The Uncomfortable Truth

As a Libertarian, I take pride in knowing that I don’t belong to the duopoly, that our philosophy is diverse and sound, that our members are quirky, unique and thoughtful people and that we are the largest third party in America. The uncomfortable truth, however, seems to smack us in the face over and over after every election season, Libertarians aren’t usually elected. Now, the reason why they aren’t elected is obviously too complex to tackle in a simple op-ed, but, one thing is true, our current system favors the duopoly which tends to discourage most 3rd parties from even participating. There is another uncomfortable truth, usually one of the two parties dominates a certain area which means that the other party is struggling. Whether they be a Democrat or Republican, when one party is in control, they exercise their power over the populus without impunity which further deepens the divide between the two. Consider this reality an opportunity for liberty.

Strange thing about Colorado Politics

There is something unique about Colorado politics. Currently, Colorado recognizes 9 political parties and their registrants are as follows; 29% Democrat, 28% Republican, and 3% minor parties (1% registered Libertarians, 2% all other parties) according to the secretary of state. Also, roughly 40% of registered voters in Colorado are Unaffiliated but they aren’t swing voters necessarily. In 2022, 60% of unaffiliated voters that cast ballots favored Democrats compared to 40% who voted more Republican. There is a small swing of about a 5%-10% split. In Colorado, this divide is massive with all polls showing that the Democrats have a supermajority in the state. Not only that, the GOP is dying in the state. So even though the LPCO has ballot access in Colorado, it’s virtually and statistically impossible to win an election…. But we learned something new when a libertarian ran for Congress. In Colorado’s 8th congressional district prior to the midterm elections of 2022, polls gave Republican candidate Barbara Kirkmeyer a slight advantage over her Democratic opponent, Yadira Caraveo. Both The New York Times and Politico favored Kirkmeyer to win the race. Barbara Kirkmeyer spent over $1.6 million dollars on the campaign where Yadira Caraveo spent $1.2 million dollars on the campaign. Our Libertarian candidate spent roughly $0 on his campaign. To much of everyone’s surprise, Caraveo won the night by 1,691 votes (which is a total bummer)…. But… our libertarian candidate earned roughly 9,095 votes as a Libertarian (4%) of the vote! And our candidate, Aaron Lam won mayor of Keenesburg! This was a great opportunity for the party. 

What we learned and the LPCO strategy

We learned a whole lot from this election. More voters in CD8 are growing tired of midline Republicans, more people are willing to vote for 3rd party candidates, more Republicans are willing to vote for non-Republicans and most importantly, 2%-3% is enough to sway a race one way or the other. I think a healthy speculation we made was that the percentage of votes captured by our candidate could have been much higher if a good strategy had been implemented. We also learned that we are still dealing with old branding of the LP. In Colorado, Marijuana is as abundant as coffee so Marijuana legalization is not an issue and many voters are not at all interested in changing age of consent laws, which are two of the main issues that the old LP used to focus on. Also, the more left-leaning libertarian policies has not and will not appeal to democrats, they are too entrenched with their party to ever leave, like a parasite to its host, it needs the host to survive. Also, parties here in Colorado are facing depleting resources like good candidates, funding, volunteers, and media exposure unless you’re a Democrat. One more thing, Our candidates are inexperienced in politics and have no reputation with the public and therefore, they are not typically seen as a good investment. So, what can be done?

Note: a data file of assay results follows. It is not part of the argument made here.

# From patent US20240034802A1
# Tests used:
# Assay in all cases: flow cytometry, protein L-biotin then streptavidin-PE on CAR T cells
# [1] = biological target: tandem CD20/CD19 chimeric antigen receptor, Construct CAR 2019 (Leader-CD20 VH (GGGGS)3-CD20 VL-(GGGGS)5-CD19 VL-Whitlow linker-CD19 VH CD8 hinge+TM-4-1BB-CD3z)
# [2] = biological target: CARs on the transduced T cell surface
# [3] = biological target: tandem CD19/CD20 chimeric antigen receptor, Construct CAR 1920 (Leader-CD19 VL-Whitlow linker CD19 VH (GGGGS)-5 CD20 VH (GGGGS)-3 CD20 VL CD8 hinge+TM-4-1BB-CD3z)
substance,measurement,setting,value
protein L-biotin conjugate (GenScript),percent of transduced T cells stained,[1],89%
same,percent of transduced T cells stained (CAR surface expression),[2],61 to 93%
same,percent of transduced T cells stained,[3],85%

Our chair had thought of a great strategy, the strategy was to leverage our 2%-4% influence to force Republicans to provide stronger, more liberty-oriented candidates. The LPCO also wants to influence policy through the candidates’ commitment to our liberty pledge. Here’s the thing, if the Republicans could indeed provide better, more liberty-minded candidates, the LPCO would refocus our limited resources elsewhere. We are really targeting the local level. This would help LP candidates receive endorsements from more conservative groups, and help with funding for candidates, and it would help us test strategy in harder races where Republicans have no chance. 


Well, results are hard because they need time to bear fruit. Also, the results have to be organic. After all, politics is more like farming than it is like construction, the roots of the party first need to spread on fertile ground in order to grow and that takes time. With that being said, weird things have happened. Other GOP County Affiliates have met with our affiliates and have offered fundraising help, and campaign help, they’ve promised not to run another campaign against an LP candidate, discussed strategy on what to do if election seats are won, and are even speaking with LPCO leadership to work closely with potential legislation like our very Colorado Version of Defend the Guard. 

The opinions shared here do not necessarily represent the official position of the Libertarian Party. These editorial articles have been submitted by Libertarians across the country, and featuring these topics does not represent an endorsement of the content therein.

The opinions shared here do not necessarily represent the official position of the Libertarian Party. These editorial articles have been submitted by Libertarians across the country, and featuring these topics does not represent an endorsement of the content therein.